Spring Cleaning Checklist and Tips

Is your home in desperate need of deep cleaning? Here is a checklist to get you started!

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I mentioned in my last post that spring cleaning is a productive way to pass time in quarantine. Deep cleaning is healthy in a number of ways: decluttering the space around you declutters the mind and can lead to reduced stress and improved mental health; cleaning rids your spaces of dirt, dust, grime, and pathogens that carry disease; it’s exercise, among other reasons. Whatever reason you commit to spring cleaning, it’s probably a good one. Here’s a checklist of cleaning activities to complete for a sparkling, fresh home.


Marie-Kondo everything! I’m a huge fan of her philosophy of appreciating and caring for the things that bring us joy, and thanking and removing the things that no longer do, or never have, from our lives. My philosophy is similar; either you love it, you need it, or both. If none of those criteria are met, out it goes. You might be surprised how much stuff can accumulate over a year that you do not want or need – why burden yourself with it? Throw it away, give it away, or, once quarantine is over, have a yard sale!  

Pick up.

In short, this means removing from any horizontal surface anything that does not belong there. Take everything that is not in its place – the jacket on the floor, the shoes on the chair, the papers on the counter, etc. – and put it in its proper place. If something is routinely out of place, though, consider moving it to the location toward which it gravitates; maybe it’s meant to be there. This also means that if things have been hastily and poorly put away, for example if coats are falling off their hangers, to put them away nicely. 

Dust – everything. 

Dust is actually largely composed of human hair and skin tissue. I know, I know – gross, but true. And it gets absolutely everywhere – the sides of door frames, the surface of blinds, even on crown moldings. If your duster isn’t doing the trick, wet a rag with a little water, pull it taut against your finger(s), and wipe the stubborn dust. Also, don’t just dust around things – dust in them and under them, as well. Yes, that means taking all your knickknacks off the shelf and replacing them, but hopefully you’ll have less of those anyway after following checklist item #1 ;). 

Vacuum everything. 

Yes, I mean everything. Dust, dirt, and sweat all get into surfaces like chairs and sofas, as well as mattress pads, so vacuum them every once in a while. The difference in both appearance and smell after vacuuming is amazing! Perhaps you don’t think your dog sheds that much – until you vacuum your navy blue sofa and realize that it’s actually a shade darker than you thought! 


This means wiping down mirrors, counters, applicances, etc., with a cleaner. It means mopping floors, or cleaning carpets, or both. It means wiping down things you may never have, even in places you can’t see. As we all have learned in life, just because you can’t see it, doesn’t mean it isn’t there. If something is worth doing at all, it’s worth doing it well, which includes doing it thoroughly. So wipe down the bottom of the utensil crock in the kitchen, or the back of the toilet. You’ll be glad you did, if only for the satisfaction of knowing what you did was done thoroughly and well.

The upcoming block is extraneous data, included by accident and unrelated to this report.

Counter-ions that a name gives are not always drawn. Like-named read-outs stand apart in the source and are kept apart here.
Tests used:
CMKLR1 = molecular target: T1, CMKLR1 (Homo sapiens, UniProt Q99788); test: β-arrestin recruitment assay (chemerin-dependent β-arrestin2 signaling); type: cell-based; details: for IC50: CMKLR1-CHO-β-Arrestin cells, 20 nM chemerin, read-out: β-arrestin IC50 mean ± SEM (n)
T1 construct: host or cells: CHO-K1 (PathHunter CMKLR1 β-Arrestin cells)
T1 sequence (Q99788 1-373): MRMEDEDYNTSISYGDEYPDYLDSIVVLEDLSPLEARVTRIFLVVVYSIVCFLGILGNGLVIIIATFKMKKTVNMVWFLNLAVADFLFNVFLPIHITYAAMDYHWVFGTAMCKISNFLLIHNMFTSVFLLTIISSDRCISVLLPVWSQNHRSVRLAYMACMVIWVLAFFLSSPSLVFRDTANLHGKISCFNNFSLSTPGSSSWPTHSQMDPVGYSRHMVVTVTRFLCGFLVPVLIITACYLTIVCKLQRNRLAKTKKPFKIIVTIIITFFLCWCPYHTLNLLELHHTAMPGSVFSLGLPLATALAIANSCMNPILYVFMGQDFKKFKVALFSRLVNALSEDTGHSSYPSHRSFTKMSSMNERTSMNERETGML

Launder whatever you can.

We all know to change our sheets and towels every week and launder our clothes every few wears. But how many times do we remember to launder things like the dress that’s been sitting in the closet for five years (why do you still have that? See checklist item #1), the curtains on the windows, the pillows on our couches, or the comforters on top of our beds? While it’s true that these things do not get as dirty as often or as quickly as some others, (for example, sheets are what keep a mattress pad and comforter cleaner for longer), they do, in fact, accumulate dust and dirt and such, and deserve to be cared for as well as any other fabric item in a home. 

Empty the garbage. 

Something we always did in my parents’ house was taking the smaller trash cans, like those in bathrooms or bedrooms, and dumping their contents into the large trash can in the kitchen. Once that was done and/or the kitchen trash was full, it was then taken out to the garbage in the carport. Don’t neglect smaller trash cans, letting literal garbage stay in your home longer than it is welcome. 


That means polishing any silver or glass, and treating any wood in your home as well. If you’ve fallen out of love with a wood piece in your home, try cleaning and polishing it (I like these wipes) and see if your opinion changes at all. The way to keep quality (and even not-so-quality) pieces in your life is to treat them with decency. That includes caring for them with cleaning and polish.


Spring cleaning may not be the most exciting way to spend a day, but it can bring you great satisfaction in a clean home and a job well done. After all that work and exercise, sit with a glass of water and enjoy your handiwork. Then, try to keep it that way!

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